Interestingly, people have told me they’ve observed a slight shift in my personality.  I seem brighter and more engaged.  I’ve noticed a friendlier attitude in others which probably reflects my own.  When I returned to work after a long absence, no less than three people waylaid me on the way to my office, not to talk work, but just to chat. My close friends have reacted favorably too.  After accepting me and Winston for over 15 years, they seemed happy about the new change. When I asked them how they put up with me they said when I was Better Judi, it made the wait worthwhile.  Aww, I love you gals; you know who you are.

In case you wondered how the improved me would react in a crisis, let me assure that very thing happened during that 4th week on medication.  The drama involved thrills and spills, as it were, across international borders.  I kid you not.  But that’s another post.

Images from Living with a Black Dog by Matthew Johnston


The Watcher: New and Improved!

I’m officially back in business!

After a prolonged battle with first over open comments and then email notification, I can again interact with you properly, dear reader.  Yes, you can now enjoy the instant gratification of agreeing with my extraordinarily erudite and insightful posts as soon as they are published.  No more wondering what I’ve gone and done today, the answer will be in your mailbox.  Isn’t that marvelous?

So feel free to register/subscribe in the side bar to the right today if you haven’t already. I need to see if that is still working too.  There will be a flurry of new posts coming. For once, I have the problem of too much to talk about instead of not enough.  My muse is baaaack.

Next up: THORIN!  Oh yes.  (As if I’m not in enough trouble already.)



The Other Dog

Winston Churchill had a black dog

His name was written on it

It followed him around from town to town

It’d bring him down

Took him for a good long ride

Took him for a good look around

Reg Mombassa: Black dog

Winston Churchill frequently referred to struggling with his “black dog,” his metaphor for depression, in his case as bipolar disorder.  He had a remarkable and accomplished life like other depressives such as Abraham Lincoln and Tolstoy.  There are many people walking around with mood disorders and don’t even realize it. I believe everybody knows somebody who’s consistently talked about “feeling blue,” “down,” or “blah.”  Old timers said they were “feeling poorly,” “took to their bed,”  or “went away for a rest.”   Still there’s a stigma attached to publicly acknowledging the condition.  Fortunately people like Churchill did mention it because he was prescient enough realize that at times it’s better to recognize the elephant in the room before people drew worse conclusions.  So he referred to his black dog.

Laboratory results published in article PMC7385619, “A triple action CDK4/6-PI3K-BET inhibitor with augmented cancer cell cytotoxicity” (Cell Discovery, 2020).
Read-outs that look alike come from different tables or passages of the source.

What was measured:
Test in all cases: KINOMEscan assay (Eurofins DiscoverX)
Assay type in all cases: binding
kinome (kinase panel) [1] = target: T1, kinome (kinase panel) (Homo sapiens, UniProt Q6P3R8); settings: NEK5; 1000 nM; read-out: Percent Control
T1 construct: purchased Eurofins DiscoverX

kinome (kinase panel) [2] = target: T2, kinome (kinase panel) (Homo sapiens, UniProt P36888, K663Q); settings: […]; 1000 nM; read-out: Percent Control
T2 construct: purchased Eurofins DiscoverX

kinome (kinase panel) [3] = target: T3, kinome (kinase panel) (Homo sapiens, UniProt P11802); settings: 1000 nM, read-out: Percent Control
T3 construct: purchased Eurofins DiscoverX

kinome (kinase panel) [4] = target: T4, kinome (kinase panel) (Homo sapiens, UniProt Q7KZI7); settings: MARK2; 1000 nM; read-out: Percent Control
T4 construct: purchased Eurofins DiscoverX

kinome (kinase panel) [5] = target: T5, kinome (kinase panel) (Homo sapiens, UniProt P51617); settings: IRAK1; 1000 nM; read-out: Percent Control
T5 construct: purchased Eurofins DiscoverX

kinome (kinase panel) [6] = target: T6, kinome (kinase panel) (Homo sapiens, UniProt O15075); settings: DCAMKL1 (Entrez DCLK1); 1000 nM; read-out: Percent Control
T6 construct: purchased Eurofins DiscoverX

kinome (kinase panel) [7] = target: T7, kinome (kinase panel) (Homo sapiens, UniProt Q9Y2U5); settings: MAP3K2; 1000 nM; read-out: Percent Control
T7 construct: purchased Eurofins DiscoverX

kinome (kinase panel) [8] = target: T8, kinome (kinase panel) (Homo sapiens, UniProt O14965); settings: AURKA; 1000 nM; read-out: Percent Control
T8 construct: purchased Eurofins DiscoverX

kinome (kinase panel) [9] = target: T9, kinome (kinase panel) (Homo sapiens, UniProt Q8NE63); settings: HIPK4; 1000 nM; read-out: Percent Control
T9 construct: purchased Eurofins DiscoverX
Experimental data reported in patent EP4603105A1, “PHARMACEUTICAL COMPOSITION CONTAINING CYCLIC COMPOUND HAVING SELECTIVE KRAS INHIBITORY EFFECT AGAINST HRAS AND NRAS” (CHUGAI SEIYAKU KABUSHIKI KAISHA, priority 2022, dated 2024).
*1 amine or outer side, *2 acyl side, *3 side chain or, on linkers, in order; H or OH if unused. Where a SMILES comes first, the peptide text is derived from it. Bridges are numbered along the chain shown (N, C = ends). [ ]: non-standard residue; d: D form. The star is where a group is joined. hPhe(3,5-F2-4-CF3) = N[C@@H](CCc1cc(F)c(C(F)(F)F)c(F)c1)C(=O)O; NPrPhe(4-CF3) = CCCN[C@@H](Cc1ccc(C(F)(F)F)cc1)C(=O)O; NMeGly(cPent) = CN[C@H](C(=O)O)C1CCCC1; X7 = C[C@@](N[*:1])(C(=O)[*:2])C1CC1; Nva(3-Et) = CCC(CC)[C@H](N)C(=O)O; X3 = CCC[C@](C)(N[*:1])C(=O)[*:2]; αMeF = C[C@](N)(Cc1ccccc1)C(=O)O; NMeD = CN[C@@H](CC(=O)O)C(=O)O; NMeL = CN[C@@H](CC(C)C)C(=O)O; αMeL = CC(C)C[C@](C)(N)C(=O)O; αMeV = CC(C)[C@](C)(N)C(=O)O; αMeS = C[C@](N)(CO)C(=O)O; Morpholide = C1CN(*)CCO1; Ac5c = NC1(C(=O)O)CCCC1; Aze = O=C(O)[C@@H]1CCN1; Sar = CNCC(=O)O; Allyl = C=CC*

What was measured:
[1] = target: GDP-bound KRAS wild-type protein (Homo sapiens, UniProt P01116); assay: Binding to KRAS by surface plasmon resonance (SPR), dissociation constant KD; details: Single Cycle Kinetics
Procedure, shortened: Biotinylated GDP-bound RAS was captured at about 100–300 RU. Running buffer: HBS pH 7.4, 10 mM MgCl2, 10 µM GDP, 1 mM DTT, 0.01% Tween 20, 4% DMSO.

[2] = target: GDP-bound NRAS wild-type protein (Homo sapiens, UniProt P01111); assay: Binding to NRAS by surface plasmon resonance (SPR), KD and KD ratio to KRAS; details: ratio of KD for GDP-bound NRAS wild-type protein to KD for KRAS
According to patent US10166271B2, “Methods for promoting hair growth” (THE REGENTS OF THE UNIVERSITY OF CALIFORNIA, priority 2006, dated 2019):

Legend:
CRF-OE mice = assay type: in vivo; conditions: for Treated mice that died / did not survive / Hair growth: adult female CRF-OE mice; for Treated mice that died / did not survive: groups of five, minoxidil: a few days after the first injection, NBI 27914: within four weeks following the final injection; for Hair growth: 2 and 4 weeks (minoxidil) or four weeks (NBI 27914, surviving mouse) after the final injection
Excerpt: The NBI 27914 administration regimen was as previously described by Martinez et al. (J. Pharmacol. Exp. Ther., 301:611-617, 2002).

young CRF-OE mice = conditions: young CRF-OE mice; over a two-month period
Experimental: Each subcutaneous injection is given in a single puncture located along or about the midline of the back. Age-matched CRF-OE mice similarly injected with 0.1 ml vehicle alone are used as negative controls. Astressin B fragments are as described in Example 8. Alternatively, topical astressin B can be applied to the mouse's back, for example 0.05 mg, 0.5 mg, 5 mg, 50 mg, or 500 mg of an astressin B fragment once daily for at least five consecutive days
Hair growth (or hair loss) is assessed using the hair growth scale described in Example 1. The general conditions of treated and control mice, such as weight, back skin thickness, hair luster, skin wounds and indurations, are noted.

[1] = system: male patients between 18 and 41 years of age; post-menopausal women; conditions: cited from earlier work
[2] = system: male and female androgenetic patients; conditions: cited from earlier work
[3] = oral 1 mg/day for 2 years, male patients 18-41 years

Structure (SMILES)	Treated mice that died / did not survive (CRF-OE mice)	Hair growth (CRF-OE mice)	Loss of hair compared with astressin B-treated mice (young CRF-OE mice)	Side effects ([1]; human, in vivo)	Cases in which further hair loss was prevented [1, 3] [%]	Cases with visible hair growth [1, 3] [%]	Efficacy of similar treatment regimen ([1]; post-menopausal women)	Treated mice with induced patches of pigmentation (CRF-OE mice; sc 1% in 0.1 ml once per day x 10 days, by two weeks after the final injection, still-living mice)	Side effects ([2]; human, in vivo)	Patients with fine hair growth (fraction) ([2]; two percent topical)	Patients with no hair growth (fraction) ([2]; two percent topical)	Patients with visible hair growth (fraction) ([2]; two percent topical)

Like Churchill, I should acknowledge on this blog that I’ve had my own black dog since childhood.  I picture him as a black bull dog in honor of Churchill; he’s unnamed because he’s not welcome.  He can stay away for long periods then sudden spring out of nowhere nipping at my heels, or sitting on my chest licking my face.  He seems as small as a chihuahua when he plays nice or big as that proverbial elephant when he’s a bastard.  He exudes a clinging miasma that saps my energy and causes as clinicians state, “deficiencies of concentration, persistence and pace.”  He’s not menacing; he’s simply annoying.

Several months ago, I spotted him bouncing outside the fence, as it were, until he grew big enough to jump it and give chase.  Last month, he tackled me and attached himself like Velcro.  During these times, all of my energy is focused on keeping the paychecks coming.  Everything else falls by the wayside. I hoped blogging would help keep focus but dragging the black dog around required too much energy, hence the withdrawal from blog-verse.  Finally he’s shrunk to teacup size, small enough to punt out the door.  Hopefully he’ll stay preoccupied elsewhere while I pick up where things dropped and clear up an accumulating To Do List.  It’s daunting and frustrating, but something I accept and work through.

I realize I missed an important email (damn, sorry!) and many posts.  Although I’ve not been commenting on blogs and emails as I would have liked, I have been reading and thinking about them all.  Please don’t think you’re being ignored.

Hope to get back to regular scheduled programming shortly, and to show my good faith, here’s a shiney:

2004 promo, courtesy




Welcome back!

Well, that was interesting.

My IT buddy left after massaging HP back to good health since its trauma at the hands of Geek Squad.  Long story short, after having HP for almost six weeks, they only thing they successfully accomplished was wiping the HD and installing Windows 7, oh, and a new video card.  They did not correctly identify the problem (the possible virus I mentioned six weeks ago); misdiagnosed alleged problems with the old video card, fans and power supply (nothing wrong with any of them); and my favorite – botched backing up my stuff.  In what must be the Epic Fail of Back-ups, I had a restored hard drive full of empty directories and folders.  Yup, they neglected to COPY THE DATA.  Thankfully none was critical but several gigabytes of data are a lot of files to lose and reconstruct.  The moral to this story is: avoid the Geek Squad at Best Buy!

Because of my frustration over the WordPress Service limitations, she also migrated this blog to my own server.  So bye WordPress Service, hello WordPress at Judiang. If you hadn’t noticed, you were redirected to a new URL at You will probably need to bookmark, RSS, or subscribe again to the new URL. Everything here is a la carte as far as personalizing is concerned, so I’ve been adding plug-ins to at least be on par with WordPress Service before I can dabble with the fancy gizmos.

Sadly the move wasn’t damage-free.  While posts arrived basically intact along with comments and links there have been some big problems, the move has stripped paragraph breaks, borked image placement and broken embedded videos.  I’ve been painstakingly parsing and fixing code, although I fear some aesthetics simply can’t be mended.

So, watch out for the boxes scattered around and don’t look at the wallpaper. Be sure to bookmark my new URL, RSS, or subscribe in the right panel.  I’ll get things in some semblance of order while I finish birthday feting.

But I’ve got posters.  Here’s one:

Richard Armitage in 2004 photo shoot